• @Sandstein: I'd rather avoid the complexities of blocking a current Arbcom candidate. Since the election is over at 23:59 on December 9 maybe we can postpone any decision till then. Arthur's edits are unlikely to create havoc and chaos in the intervening time. EdJohnston (talk) 20:16, 7 December 2013 (UTC)
    • The results are not out until a week later, however. --Rschen7754 21:46, 7 December 2013 (UTC)
  • Does that mean that if we wait until after the election, GWH and Seraphimblade can unrecuse themselves?--Bbb23 (talk) 20:34, 7 December 2013 (UTC)
ah... I would think it cleaner to stay recused, just on general principle. Georgewilliamherbert (talk) 20:43, 7 December 2013 (UTC)
I'd agree with GWH. Seraphimblade Talk to me 23:44, 7 December 2013 (UTC)
  • What would be the repercussions of blocking Arthur before December 9? What would be the repercussions of blocking Arthur after December 9 but before the results are announced?--Bbb23 (talk) 00:30, 8 December 2013 (UTC)
I would have thought Arthur might perhaps be let off with a warning on this occasion, since he appears to be contrite, but if there's a consensus to block, I don't see why the fact that he happens to be a candidate for Arbcom should be considered an obstacle. Gatoclass (talk) 05:16, 8 December 2013 (UTC)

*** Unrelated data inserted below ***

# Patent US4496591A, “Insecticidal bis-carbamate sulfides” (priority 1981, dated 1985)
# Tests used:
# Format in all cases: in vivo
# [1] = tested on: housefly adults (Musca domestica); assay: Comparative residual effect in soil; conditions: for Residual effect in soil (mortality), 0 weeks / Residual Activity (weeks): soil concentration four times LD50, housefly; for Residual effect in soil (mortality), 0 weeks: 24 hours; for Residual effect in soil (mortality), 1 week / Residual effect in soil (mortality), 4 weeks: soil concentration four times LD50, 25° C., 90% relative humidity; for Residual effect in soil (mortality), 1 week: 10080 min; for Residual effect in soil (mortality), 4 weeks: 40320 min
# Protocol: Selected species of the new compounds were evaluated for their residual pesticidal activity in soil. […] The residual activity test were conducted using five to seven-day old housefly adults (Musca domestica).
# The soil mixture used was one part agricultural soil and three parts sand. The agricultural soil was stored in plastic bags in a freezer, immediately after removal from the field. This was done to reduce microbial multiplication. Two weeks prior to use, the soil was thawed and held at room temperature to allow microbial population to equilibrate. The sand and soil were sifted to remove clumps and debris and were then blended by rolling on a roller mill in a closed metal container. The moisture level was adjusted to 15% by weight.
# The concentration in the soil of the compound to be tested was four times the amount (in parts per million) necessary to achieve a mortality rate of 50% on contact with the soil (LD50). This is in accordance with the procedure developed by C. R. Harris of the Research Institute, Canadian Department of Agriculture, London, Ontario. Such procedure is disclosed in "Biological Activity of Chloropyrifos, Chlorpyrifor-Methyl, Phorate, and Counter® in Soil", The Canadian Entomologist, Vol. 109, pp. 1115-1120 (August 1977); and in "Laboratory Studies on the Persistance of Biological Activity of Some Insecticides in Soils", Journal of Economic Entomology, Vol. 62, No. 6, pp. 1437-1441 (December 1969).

I also don't think the election matters here; it's not as though there is any rule that candidacy provides immunity from sanctions. In reply to A Quest for Knowledge, AE may under certain circumstances hear appeals against sanctions enforcing a Committee decision, but the decision itself is not subject to appeal, as the Committee is the final dispute resolution authority (see WP:AP). As concerns whether the article Political activities of the Koch brothers is related to the Tea Party movement, "broadly construed", a Google search for "tea party koch brothers" yields some 1 million results, and it's apparent from the search results that the political activities of the Koch brothers are related to the Tea Party movement in some way.  Sandstein  08:43, 8 December 2013 (UTC)
Blocked people can't run for Arbcom. The question is whether the closing admin's decision here might affect the outcome of the election. ("An editor is eligible to stand as a candidate who: ... is in good standing and not subject to active blocks or site-bans... "). EdJohnston (talk) 18:47, 8 December 2013 (UTC)
I agree with Sandstein and with Gatoclass about the ArbCom issue. Arthur met the criteria for running at the time he submitted his candidacy. If he is blocked, I suppose it would be up to the Election Committee whether his candidacy must be withdrawn. Even if he is blocked later but before he took office (if elected), it could be a problem that someone would have to sort out. Putting aside the procedural complexities, I think it would be wrong for us not to block him or to delay blocking him if there's a consensus for the block. It's not whether there would be further disruption. There are issues of transparency and trust (not that I'm claiming any "bad" motives on Ed's part as I understand this is a complicated issue, just expressing my views).--Bbb23 (talk) 18:56, 8 December 2013 (UTC)